Not So Sweet

Two different kinds of wastewater treatment failed to remove artificial sweeteners from wastewater.
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A recent study has shown that wastewater carries some unnatural additives—pollutants that may also be present in drinking water. Researchers at the Water Technology Center in Karlsruhe, Germany, found artificial sweeteners in water even after it had gone through sewage treatment. And these artificial sweeteners could be finding their way into drinking water.

The study, published in Analytical and Bioanalytical Chemistry, relied on thorough analytical methods to measure the presence of seven different sweeteners in wastewater. After testing water at two different German treatment plants, the researchers found four of the seven additives in the water.

Artificial sweeteners are abundant in food and drinks, and often added to drugs and sanitary products as well. Whether or not these additives have any negative health effects has been the subject of debate for some time, and only one sweetener has ever been detected in the natural environment until now. Sucralose, a common sugar substitute, has turned up in water systems.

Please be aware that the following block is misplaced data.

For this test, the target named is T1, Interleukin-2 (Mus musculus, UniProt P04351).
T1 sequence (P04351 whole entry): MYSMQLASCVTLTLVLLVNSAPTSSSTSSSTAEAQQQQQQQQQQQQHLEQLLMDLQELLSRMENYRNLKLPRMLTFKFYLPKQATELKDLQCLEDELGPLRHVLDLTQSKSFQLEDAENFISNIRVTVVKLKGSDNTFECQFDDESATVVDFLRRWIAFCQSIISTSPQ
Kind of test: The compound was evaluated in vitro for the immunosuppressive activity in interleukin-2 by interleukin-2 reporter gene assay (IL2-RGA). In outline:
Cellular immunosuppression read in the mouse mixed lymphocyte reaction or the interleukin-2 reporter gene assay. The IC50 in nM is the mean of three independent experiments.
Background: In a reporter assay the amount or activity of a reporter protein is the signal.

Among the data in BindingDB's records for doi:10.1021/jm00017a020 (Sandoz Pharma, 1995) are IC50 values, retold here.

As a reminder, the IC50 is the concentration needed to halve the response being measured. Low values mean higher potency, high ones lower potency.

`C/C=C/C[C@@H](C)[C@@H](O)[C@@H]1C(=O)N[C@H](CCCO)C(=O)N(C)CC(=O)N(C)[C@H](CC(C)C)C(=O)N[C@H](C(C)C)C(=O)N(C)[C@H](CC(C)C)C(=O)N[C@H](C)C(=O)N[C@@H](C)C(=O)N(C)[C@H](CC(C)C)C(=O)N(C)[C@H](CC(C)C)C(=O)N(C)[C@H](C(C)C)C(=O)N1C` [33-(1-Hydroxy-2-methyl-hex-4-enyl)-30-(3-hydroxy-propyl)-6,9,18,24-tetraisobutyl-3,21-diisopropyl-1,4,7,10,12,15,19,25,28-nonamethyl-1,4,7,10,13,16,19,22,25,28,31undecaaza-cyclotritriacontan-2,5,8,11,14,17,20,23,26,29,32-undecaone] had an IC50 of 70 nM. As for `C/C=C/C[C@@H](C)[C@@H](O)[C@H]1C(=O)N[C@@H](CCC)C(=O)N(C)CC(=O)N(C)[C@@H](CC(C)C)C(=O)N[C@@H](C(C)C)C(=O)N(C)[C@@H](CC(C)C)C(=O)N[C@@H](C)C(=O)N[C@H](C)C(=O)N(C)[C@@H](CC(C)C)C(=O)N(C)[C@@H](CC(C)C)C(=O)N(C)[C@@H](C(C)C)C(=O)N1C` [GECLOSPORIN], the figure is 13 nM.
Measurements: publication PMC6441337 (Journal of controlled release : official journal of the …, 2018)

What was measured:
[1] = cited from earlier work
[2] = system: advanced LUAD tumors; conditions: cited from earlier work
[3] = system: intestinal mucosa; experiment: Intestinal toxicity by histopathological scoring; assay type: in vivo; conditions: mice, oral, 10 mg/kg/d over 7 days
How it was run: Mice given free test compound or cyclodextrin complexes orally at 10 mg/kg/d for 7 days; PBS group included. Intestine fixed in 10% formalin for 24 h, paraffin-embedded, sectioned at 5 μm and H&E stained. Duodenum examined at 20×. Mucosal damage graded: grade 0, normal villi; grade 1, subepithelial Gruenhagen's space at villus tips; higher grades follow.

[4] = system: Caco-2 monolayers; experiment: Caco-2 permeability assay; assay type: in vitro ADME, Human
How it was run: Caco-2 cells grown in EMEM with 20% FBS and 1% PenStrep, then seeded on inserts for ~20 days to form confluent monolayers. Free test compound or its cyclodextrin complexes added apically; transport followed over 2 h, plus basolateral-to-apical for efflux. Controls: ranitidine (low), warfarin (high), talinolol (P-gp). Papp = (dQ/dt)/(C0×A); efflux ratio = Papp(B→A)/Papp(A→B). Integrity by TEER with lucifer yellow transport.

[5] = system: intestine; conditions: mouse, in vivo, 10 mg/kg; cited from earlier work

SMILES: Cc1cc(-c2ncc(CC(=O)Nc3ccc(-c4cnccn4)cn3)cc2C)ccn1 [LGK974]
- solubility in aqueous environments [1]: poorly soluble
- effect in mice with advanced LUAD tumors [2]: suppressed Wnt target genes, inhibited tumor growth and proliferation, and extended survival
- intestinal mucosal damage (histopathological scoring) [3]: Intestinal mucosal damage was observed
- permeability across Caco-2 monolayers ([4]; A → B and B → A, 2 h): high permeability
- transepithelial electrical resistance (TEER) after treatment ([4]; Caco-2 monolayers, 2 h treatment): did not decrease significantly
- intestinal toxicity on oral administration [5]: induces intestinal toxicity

This most recent study showed that the sweeteners are present in rivers and streams that receive water from sewage treatment plants. Additionally, water was tested after going through two different kinds of treatment: conventional wastewater treatment and advanced wastewater treatment by soil aquifer. The artificial sweeteners were found in the water after both treatment methods, suggesting that even the more advanced method is not sufficient in removing these pollutants.

Marco Scheurer, one of the study's co-authors, said: "Due to the use of artificial sweeteners as food additives, the occurrence of artificial sweetener traces in the aquatic environment might be a primary issue for consumer acceptance."

SOURCE: Science Daily